Costs of emergency department attendances, outpatient visits, emergency and elective admissions to hospital, and general practice activity were higher per patient per year in the intervention phase than control phase (adjusted δ = GBP76, 95 percent Confidence Interval, CI GBP46, GBP106), an effect that was consistent and generally increased with risk level.
Despite low reported use of PRISM, it was associated with increased healthcare expenditure. This effect was unexpected and in the opposite direction to that intended. We cannot disentangle the effects of introducing the PRISM tool from those of imposing the QOF targets; however, since across the UK predictive risk stratification tools for emergency admissions have been introduced alongside incentives to focus on patients at risk, we believe that our findings are generalizable.
A predictive risk stratification tool (PRISM) to estimate a patient's risk of an emergency hospital admission in the following year was trialled in general practice in an area of the United Kingdom. PRISM's introduction coincided with a new incentive payment (‘QOF’) in the regional contract for family doctors to identify and manage the care of people at high risk of emergency hospital admission.
Alongside the trial, we carried out a complementary qualitative study of processes of change associated with PRISM's implementation. We aimed to describe how PRISM was understood, communicated, adopted, and used by practitioners, managers, local commissioners and policy makers. We gathered data through focus groups, interviews and questionnaires at three time points (baseline, mid-trial and end-trial). We analyzed data thematically, informed by Normalisation Process Theory (1).
All groups showed high awareness of PRISM, but raised concerns about whether it could identify patients not yet known, and about whether there were sufficient community-based services to respond to care needs identified. All practices reported using PRISM to fulfil their QOF targets, but after the QOF reporting period ended, only two practices continued to use it. Family doctors said PRISM changed their awareness of patients and focused them on targeting the highest-risk patients, though they were uncertain about the potential for positive impact on this group.
Though external factors supported its uptake in the short term, with a focus on the highest risk patients, PRISM did not become a sustained part of normal practice for primary care practitioners.
At the IAU XXVI General Assembly in 2006, the Division I decided to create the Working Group on Astrometry by Small Ground-Based Telescopes (WG-ASGBT). Its scientic goals are to foster the follow-up of small bodies detected by the large surveys including the NEOs; to set-up a dedicated observation network for the follow-up of objects which will be detected by Gaia; to contribute to the observation campaigns of the mutual events of natural satellites, stellar occultations, and binary asteroids; and to encourage teaching astrometry for the next generation. The present report gives the main activities carried out in these areas with small telescopes (diameter less than 2m).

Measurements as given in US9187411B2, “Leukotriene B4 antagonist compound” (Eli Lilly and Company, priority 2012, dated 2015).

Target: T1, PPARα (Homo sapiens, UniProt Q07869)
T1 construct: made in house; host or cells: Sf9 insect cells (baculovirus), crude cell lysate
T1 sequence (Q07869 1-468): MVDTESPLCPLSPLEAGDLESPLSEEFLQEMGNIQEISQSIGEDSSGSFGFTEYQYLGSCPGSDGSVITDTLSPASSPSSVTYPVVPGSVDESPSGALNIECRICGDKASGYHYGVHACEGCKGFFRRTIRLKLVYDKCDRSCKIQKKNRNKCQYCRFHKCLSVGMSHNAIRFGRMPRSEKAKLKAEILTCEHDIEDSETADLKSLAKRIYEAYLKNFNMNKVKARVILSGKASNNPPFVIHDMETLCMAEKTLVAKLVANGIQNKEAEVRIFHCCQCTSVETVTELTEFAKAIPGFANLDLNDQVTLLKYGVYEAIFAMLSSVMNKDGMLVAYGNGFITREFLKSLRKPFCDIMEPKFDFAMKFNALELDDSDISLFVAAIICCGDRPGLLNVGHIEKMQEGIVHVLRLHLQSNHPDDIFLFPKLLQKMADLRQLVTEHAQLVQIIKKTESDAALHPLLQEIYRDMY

Although there is good evidence that interventions for carers of people with Alzheimer's disease can reduce stress, no systematic studies have investigated psychotherapeutic intervention for patients themselves. This may be important in the earlier stages of Alzheimer's disease, where insight is often preserved.
The aim was to assess, in a randomised controlled trial, whether psychotherapeutic intervention could benefit cognitive function, affective symptoms and global well-being.
Individuals were randomised to receive six sessions of psychodynamic interpersonal therapy or treatment as usual; cognitive function, activities of daily living, a global measure of change, and carer stress and coping were assessed prior to and after the intervention.
No improvement was found on the majority of outcome measures. There was a suggestion that therapy had improved the carers' reactions to some of the symptoms.
There is no evidence to support the widespread introduction of brief psychotherapeutic approaches for those with Alzheimer's disease. However, the technique was acceptable and helpful individually.
Emergency medical services (EMS) responses to
mass gatherings have been described frequently,
but there are few reports describing the response
to a single-day gathering of large magnitude.
This report describes the EMS response to the
largest single-day, ticketed concert held in North
America: the 2003 “Toronto Rocks!” Rolling Stones
Medical care was provided by paramedics,
physicians, and nurses. Care sites included
ambulances, medically equipped, all-terrain
vehicles, bicycle paramedic units, first-aid
tents, and a 124-bed medical facility that
included a field hospital and a rehydration unit.
Records from the first-aid tents, ambulances,
paramedic teams, and rehydration unit were
obtained. Data abstracted included patient
demographics, chief complaint, time of incident,
treatment, and disposition.
More than 450,000 people attended the concert and
1,870 sought medical care (42/10,000 attendees).
No record was kept for the 665 attendees simply
requesting water, sunscreen, or bandages. Of the
remaining 1,205 patients, the average of the ages
was 28 ±11 years, and 61% were female.
Seven-hundred, ninety-five patients (66%) were
cared for at one of the first-aid tents.
Physicians at the tents assisted in patient
management and disposition when crowds restricted
ambulance movement. Common complaints included
headache (321 patients; 27%), heat-related
complaints (148; 12%), nausea or vomiting (91;
7.6%), musculoskeletal complaints (83; 6.9%), and
breathing problems (79; 6.6%). Peak activity
occurred between 14:00 and 19:00 hours, when 102
patients per hour sought medical attention.
Twenty-four patients (0.5/10,000) were transferred
to off-site hospitals.
This report on the EMS response, outcomes, and
role of the physicians at a large single-day mass
gathering may assist EMS planners at future
The use of DSM-IV based questionnaires in child psychopathology is on the increase. The internal construct validity of a DSM-IV based model of ADHD, CD, ODD, Generalised Anxiety, and Depression was investigated in 11 samples by confirmatory factor analysis. The factorial structure of these syndrome dimensions was supported by the data. However, the model did not meet absolute standards of good model fit. Two sources of error are discussed in detail: multidimensionality of syndrome scales, and the presence of many symptoms that are diagnostically ambiguous with regard to the targeted syndrome dimension. It is argued that measurement precision may be increased by more careful operationalisation of the symptoms in the questionnaire. Additional approaches towards improved conceptualisation of DSM-IV are briefly discussed. A sharper DSM-IV model may improve the accuracy of inferences based on scale scores and provide more precise research findings with regard to relations with variables external to the taxonomy.